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Rouse v. United States Dep't of State

May 22, 2009

LEON R. ROUSE, PLAINTIFF-APPELLANT,
v.
UNITED STATES DEPARTMENT OF STATE; JOHN NEGROPONTE; THOMAS HUBBARD; JOHN CAUFIELD; MARTHA SARDINAS; PAUL BOYD; JOSEPH BRACKEN, DEFENDANTS-APPELLEES.



Appeal from the United States District Court for the District of Hawaii Samuel P. King, District Judge, Presiding D.C. No. CV-05-00620-SPK.

FOR PUBLICATION

Argued and Submitted September 12, 2008 -- San Francisco, California.

Filed November 24, 2008; Amended May 22, 2009

Before: Diarmuid F. O'Scannlain, Ronald M. Gould, and Carlos T. Bea, Circuit Judges.

The petition for rehearing and the petition for rehearing en banc are DENIED. No further petitions for rehearing or rehearing en banc may be filed.

OPINION

O'SCANNLAIN, Circuit Judge

We must decide whether a United States citizen may state a claim against the U.S. Department of State under the Privacy Act for damages arising from his imprisonment in a foreign country.

I.

A.

1.

Leon Rouse is a citizen of the United States. On October 4, 1995, he was arrested in the Philippines when police entered his hotel room and found him and another individual, Godfrey Domingo, undressed. Domingo signed an affidavit stating he was a minor and that he and Rouse had engaged in sexual relations. Though Domingo later disavowed the affidavit, Rouse was charged under Philippine law with violating the "Special Protection of Children Against Child Abuse, Exploitation and Discrimination Act." The trial court ignored Domingo's repudiation and convicted Rouse, relying on the original affidavit, testimony indicating Rouse had engaged in consensual sex with a twenty-year-old male who "look[ed] like a minor," and the fact that Domingo and Rouse were found undressed together. Rouse continued to challenge his conviction in Philippine courts, but was sentenced to over ten years imprisonment on January 12, 1998. After eight years, he was released for medical reasons and deported to the United States.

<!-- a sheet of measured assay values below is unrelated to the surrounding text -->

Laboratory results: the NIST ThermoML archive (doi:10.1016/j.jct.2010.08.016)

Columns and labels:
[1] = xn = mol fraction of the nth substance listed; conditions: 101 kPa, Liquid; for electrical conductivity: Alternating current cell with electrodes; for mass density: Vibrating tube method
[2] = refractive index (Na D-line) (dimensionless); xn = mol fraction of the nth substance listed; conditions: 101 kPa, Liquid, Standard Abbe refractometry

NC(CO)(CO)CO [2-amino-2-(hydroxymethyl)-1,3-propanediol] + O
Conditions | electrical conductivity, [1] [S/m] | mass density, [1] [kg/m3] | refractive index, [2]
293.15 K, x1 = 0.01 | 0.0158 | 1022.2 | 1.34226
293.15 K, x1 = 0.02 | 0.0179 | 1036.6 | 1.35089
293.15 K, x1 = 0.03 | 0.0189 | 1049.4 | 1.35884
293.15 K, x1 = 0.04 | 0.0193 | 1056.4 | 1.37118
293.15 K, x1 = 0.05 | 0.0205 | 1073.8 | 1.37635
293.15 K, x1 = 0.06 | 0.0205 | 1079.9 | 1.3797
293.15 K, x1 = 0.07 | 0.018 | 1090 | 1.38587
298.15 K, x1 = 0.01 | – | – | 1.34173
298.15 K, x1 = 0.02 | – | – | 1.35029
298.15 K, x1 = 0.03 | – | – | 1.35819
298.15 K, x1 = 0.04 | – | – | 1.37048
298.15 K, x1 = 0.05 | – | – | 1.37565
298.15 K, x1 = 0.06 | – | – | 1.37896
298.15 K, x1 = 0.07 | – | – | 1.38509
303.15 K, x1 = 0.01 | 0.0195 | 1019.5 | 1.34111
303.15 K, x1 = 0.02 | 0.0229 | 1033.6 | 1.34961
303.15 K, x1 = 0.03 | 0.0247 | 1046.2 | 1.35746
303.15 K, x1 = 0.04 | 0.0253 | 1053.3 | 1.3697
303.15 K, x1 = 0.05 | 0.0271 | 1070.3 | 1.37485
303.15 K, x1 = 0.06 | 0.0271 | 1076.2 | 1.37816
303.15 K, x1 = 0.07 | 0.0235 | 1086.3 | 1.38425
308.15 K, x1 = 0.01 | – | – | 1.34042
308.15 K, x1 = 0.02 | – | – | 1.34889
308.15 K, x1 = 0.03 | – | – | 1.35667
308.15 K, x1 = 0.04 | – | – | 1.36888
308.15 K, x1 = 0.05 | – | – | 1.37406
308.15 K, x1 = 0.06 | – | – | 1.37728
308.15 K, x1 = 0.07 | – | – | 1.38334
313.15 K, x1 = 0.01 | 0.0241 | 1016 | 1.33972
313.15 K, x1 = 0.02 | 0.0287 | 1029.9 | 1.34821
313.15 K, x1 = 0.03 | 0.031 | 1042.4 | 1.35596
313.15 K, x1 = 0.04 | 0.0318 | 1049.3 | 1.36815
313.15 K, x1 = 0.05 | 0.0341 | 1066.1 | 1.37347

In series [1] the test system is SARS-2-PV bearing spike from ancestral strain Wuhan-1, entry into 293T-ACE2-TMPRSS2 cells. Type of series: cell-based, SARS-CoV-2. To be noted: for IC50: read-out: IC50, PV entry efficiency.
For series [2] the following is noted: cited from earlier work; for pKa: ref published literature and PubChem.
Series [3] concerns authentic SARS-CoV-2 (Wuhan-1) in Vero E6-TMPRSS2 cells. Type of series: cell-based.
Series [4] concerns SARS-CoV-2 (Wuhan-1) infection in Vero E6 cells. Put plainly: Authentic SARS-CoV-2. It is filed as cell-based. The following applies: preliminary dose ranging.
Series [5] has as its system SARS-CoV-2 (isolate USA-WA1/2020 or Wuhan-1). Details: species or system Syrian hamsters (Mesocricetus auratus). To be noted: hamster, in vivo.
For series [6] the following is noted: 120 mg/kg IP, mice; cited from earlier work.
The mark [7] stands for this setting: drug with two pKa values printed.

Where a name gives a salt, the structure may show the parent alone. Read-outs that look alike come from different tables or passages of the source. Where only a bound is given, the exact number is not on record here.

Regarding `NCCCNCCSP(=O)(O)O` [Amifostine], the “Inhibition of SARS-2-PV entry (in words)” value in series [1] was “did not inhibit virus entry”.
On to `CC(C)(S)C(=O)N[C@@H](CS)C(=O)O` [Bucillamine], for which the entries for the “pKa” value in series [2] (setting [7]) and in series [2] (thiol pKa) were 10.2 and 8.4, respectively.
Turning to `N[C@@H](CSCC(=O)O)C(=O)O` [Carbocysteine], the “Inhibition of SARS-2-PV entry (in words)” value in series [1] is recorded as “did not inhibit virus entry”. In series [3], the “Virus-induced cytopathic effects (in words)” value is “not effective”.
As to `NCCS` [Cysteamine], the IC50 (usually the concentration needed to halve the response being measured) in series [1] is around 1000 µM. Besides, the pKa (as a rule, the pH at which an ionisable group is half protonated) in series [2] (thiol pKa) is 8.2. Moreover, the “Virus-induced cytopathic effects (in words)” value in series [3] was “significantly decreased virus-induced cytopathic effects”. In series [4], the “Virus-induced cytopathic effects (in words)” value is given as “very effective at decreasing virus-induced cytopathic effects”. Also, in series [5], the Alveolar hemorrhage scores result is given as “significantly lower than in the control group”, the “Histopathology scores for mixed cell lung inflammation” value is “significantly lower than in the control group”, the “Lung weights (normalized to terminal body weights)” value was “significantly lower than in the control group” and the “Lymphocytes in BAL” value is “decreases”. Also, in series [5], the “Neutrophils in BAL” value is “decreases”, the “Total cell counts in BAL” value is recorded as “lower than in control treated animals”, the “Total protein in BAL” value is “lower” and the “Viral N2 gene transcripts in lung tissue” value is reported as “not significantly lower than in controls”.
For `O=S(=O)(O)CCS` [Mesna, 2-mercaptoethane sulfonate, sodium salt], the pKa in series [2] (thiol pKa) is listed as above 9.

2.

On January 30, 1996, during Rouse's trial, consular officials from the United States Embassy in Manila (the "Embassy") filed letters with the trial court, expressing concerns with evidentiary issues. The letters were accompanied by a warning that failure to respond would result in referral to the Philippine Ministry of Justice. The record does not appear to contain evidence of either a response from the judge or a referral by the Embassy.

Embassy officials raised Rouse's case with local officials, and the Ambassador himself broached the subject with a Philippine legislator. The Ambassador, however, did not think the matter merited the attention of the Philippine president. Consular officers also visited Rouse at least nineteen times during his confinement, communicated with him by telephone, and assisted in providing him with access to medical care.

3.

Over the course of his confinement, Rouse executed numerous Privacy Act waivers permitting the Department of State (the "Department") to disclose information about his case to third parties. On several occasions, the Department responded to inquiries from private organizations and members of Congress without mentioning its doubts as to the propriety of Rouse's arrest and incarceration or its efforts to obtain his release. The Department also initially refused to release information to certain individuals or groups. Rouse asserts that he had signed Privacy Act waivers covering these parties and that the failure to disclose the records constituted ...


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